Paganistan: Notes from the Secret Commonwealth

In Which One Midwest Man-in-Black Confers, Converses & Otherwise Hob-Nobs with his Fellow Hob-Men (& -Women) Concerning the Sundry Ways of the Famed but Ill-Starred Tribe of Witches.

  • Home
    Home This is where you can find all the blog posts throughout the site.
  • Tags
    Tags Displays a list of tags that have been used in the blog.
  • Bloggers
    Bloggers Search for your favorite blogger from this site.
  • Login
    Login Login form
Steven Posch

Steven Posch

Poet, scholar and storyteller Steven Posch was raised in the hardwood forests of western Pennsylvania by white-tailed deer. (That's the story, anyway.) He emigrated to Paganistan in 1979 and by sheer dint of personality has become one of Lake Country's foremost men-in-black. He is current keeper of the Minnesota Ooser.

Posted by on in Culture Blogs

 

A couple of weeks ago, I started working on a blog post titled Nine Great Yule Reads. In it, I list nine different books—both fiction and non-fiction—that constitute, in my opinion, some of the best Yule reading around.

It's the kind of post that tends to get a lot of attention. People look to see if their favorites are listed, with the added benefit that you may come across something new and worthwhile.

I haven't finished the post yet—who knows, it may still happen—but, looking over the list that I'd drawn up, I was struck by something both unexpected and profound. With one exception—which I'll get to later—the Land itself figures prominently in each narrative, sometimes to the extent that it could even be considered a major character.

What makes this fact profound is that it's not just a statement about pagan literature; it's a statement about virtually all paganism. All paganism is local. A paganism that lacks relationship to the Land is an incomplete paganism.

In every single one of these books, both fiction and non-fiction—again with that one exception—the story takes place against the backdrop of a particular landscape, and in fact takes place as it does precisely because it is located in that particular landscape. If any of these stories took place other than where they do, they would be different stories.

Any realized paganism is, of necessity, a religion of Place. Anywhere else, it would be a different paganism. You can't practice Hopi religion in Minnesota. Pagan religion is religion that grows out of relationship with a particular place.

As for the exception that I referred to above, Place does not really figure as a character in the same way that it does in the other books because the story is set in an imaginary place.

Last modified on
Recent comment in this post - Show all comments
  • Anthony Gresham
    Anthony Gresham says #
    That book that you know is set in an imaginary place. If you were not certain that the place in really imaginary; for example tha

Posted by on in Culture Blogs

 

 

Pagan Nativity

 

Among the Kalasha of the Hindu Kush,

who alone among Indo-Aryan peoples

still hold to their old pre-Vedic religion,

all expectant women give birth

in the bashali, the house of blood. There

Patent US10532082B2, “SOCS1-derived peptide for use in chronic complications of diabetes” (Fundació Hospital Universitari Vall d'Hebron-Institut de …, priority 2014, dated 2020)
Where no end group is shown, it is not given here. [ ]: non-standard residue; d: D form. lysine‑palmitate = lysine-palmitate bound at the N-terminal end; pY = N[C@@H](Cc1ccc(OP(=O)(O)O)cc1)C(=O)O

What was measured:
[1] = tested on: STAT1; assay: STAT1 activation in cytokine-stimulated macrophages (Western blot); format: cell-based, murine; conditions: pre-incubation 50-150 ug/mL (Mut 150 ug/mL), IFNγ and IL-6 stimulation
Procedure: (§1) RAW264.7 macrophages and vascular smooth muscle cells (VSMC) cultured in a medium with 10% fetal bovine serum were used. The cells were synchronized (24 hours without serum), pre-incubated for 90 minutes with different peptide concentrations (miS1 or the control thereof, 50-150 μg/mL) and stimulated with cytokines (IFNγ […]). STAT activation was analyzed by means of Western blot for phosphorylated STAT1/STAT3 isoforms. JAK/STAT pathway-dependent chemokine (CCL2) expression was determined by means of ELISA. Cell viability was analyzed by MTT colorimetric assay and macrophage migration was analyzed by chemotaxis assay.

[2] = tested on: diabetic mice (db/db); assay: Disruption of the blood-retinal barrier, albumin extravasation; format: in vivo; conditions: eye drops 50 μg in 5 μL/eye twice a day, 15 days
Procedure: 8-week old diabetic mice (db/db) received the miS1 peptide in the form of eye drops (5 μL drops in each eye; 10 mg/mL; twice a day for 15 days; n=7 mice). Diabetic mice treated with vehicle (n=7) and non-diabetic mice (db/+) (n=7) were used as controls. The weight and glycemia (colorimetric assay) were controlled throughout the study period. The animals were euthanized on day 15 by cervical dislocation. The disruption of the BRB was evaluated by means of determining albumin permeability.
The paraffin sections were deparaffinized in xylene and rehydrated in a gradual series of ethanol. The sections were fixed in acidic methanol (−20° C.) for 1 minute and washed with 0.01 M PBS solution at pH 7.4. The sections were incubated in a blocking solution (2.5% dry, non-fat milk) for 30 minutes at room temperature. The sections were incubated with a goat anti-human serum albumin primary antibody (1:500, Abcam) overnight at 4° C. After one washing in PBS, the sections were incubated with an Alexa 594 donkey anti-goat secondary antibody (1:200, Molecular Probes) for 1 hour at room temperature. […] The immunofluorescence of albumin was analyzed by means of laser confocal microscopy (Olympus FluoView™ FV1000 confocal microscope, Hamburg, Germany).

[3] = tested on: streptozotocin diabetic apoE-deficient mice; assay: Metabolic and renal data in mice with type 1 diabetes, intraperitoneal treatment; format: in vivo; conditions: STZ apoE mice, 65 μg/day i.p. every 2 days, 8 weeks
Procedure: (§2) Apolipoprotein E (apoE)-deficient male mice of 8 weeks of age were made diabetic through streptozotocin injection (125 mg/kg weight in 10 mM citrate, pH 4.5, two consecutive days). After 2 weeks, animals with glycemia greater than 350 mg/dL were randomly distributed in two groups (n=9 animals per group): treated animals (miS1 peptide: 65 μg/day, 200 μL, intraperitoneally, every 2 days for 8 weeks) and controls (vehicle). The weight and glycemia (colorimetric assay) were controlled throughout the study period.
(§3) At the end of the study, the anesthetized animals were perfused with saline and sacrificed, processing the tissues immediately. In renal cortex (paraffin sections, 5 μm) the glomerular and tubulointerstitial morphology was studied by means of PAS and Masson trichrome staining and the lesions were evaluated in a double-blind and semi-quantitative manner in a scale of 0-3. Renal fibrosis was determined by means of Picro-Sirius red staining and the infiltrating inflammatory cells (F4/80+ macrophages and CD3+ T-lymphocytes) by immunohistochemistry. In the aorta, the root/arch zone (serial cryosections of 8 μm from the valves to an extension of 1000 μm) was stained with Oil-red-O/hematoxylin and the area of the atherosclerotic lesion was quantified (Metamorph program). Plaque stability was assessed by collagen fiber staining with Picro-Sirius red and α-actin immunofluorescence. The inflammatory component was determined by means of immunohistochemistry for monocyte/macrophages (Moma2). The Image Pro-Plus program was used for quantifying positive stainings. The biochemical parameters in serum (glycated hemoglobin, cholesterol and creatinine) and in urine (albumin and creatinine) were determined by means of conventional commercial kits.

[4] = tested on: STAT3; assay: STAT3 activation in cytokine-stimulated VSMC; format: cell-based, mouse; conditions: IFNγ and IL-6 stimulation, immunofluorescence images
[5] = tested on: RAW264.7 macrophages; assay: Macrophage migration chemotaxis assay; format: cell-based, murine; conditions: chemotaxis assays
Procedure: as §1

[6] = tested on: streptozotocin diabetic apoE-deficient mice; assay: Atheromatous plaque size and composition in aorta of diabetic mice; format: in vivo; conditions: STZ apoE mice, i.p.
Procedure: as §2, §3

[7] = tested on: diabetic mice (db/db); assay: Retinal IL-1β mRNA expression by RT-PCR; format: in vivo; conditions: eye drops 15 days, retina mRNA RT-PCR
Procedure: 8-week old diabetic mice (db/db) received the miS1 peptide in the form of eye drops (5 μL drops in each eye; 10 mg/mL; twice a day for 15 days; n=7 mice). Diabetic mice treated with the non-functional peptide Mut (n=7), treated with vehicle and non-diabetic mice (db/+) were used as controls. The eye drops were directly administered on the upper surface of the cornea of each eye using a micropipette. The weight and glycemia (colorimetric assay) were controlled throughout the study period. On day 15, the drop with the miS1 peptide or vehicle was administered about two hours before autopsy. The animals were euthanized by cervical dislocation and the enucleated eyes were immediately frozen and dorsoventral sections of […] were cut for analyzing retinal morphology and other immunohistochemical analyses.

(as always until Enlightenment

doctors, pleading ease of access,

laid them out on their backs)

they squat to push, with gravity

to pull, bracing their labor against

the building's central column:

axis mundi, the typical Tree of Life.

Just so Leto clutched the bole

of a palm tree, bearing Apollo

and Artemis. Even Maryam

the virgin (in Sura xix) brought

forth Isa embracing the self-same

date-palm. Now in these days

of darkness, under the usual

tree of stars, how many

straining mothers crouch

Last modified on

Posted by on in Culture Blogs

 

 

On second thought, R___, I think that your definition witch = scientist + engineer + poet (which I really, really like) does indeed fit the "hill and holler" crowd. I'm drawing here on Owen Davies' academic study of historic British "cunning folk" (in his book of the same name).

Scientist: Draws conclusions from impartial observation of results.

Engineer: Designs practical applications of conclusions for specific instances.

Poet: Dresses up practical applications to maximalize psychological effect.

That's actually a very good description of how village witches (according to Davies) used to work. It reinforces my sense that it's the cowans that are the believers; the witches may or may not be believers themselves, but the major thrust is to use the belief of others for their own purposes (both for good, and for ill). ("Help when you can, harm when you need to.")

Davies sees this as having been a largely cynical pose on the part of the witches themselves--who, let's face it, were witching largely for gain--but me, I'm not so sure.

Last night my dad was telling me that my niece is having some warts removed today. This led to a discussion of warts generally, and he passed along a folk cure that he'd heard of (I neglected to ask from where, but bear in mind that my hometown Pittsburgh is the northernmost tip of Appalachia) about rubbing warts with stump-water by moonlight. As a practitioner myself, I'd think that one would want stump-water that reflects the full Moon: that way the warts will wane away as the Moon wanes. (And I guess we know which gods one would want to call on; but that's me, thinking in Witch again.)

Last modified on

It was the afternoon of Midwinter's Eve. The house was clean and decked, full of good smells. All day long, I'd been rushing around: cooking, prepping for the big ritual that evening. But at last everything that needed to be done, was done.